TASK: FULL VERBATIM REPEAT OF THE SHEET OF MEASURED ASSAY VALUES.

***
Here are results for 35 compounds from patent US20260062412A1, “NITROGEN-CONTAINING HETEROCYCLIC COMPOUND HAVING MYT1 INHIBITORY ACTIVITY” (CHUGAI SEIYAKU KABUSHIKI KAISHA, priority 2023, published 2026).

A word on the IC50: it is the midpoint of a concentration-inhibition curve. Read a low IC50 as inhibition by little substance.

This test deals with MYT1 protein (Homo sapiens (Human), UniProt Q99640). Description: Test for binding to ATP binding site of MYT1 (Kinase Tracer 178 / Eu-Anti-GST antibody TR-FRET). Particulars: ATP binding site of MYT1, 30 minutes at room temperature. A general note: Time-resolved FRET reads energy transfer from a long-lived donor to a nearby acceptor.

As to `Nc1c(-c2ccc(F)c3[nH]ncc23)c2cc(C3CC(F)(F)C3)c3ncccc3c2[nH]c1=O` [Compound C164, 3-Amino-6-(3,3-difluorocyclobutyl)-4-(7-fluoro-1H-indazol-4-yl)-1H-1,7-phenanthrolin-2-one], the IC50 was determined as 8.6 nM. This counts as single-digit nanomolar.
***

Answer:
Here are results for 35 compounds from patent US20260062412A1, “NITROGEN-CONTAINING HETEROCYCLIC COMPOUND HAVING MYT1 INHIBITORY ACTIVITY” (CHUGAI SEIYAKU KABUSHIKI KAISHA, priority 2023, published 2026).

A word on the IC50: it is the midpoint of a concentration-inhibition curve. Read a low IC50 as inhibition by little substance.

This test deals with MYT1 protein (Homo sapiens (Human), UniProt Q99640). Description: Test for binding to ATP binding site of MYT1 (Kinase Tracer 178 / Eu-Anti-GST antibody TR-FRET). Particulars: ATP binding site of MYT1, 30 minutes at room temperature. A general note: Time-resolved FRET reads energy transfer from a long-lived donor to a nearby acceptor.

As to `Nc1c(-c2ccc(F)c3[nH]ncc23)c2cc(C3CC(F)(F)C3)c3ncccc3c2[nH]c1=O` [Compound C164, 3-Amino-6-(3,3-difluorocyclobutyl)-4-(7-fluoro-1H-indazol-4-yl)-1H-1,7-phenanthrolin-2-one], the IC50 was determined as 8.6 nM. This counts as single-digit nanomolar.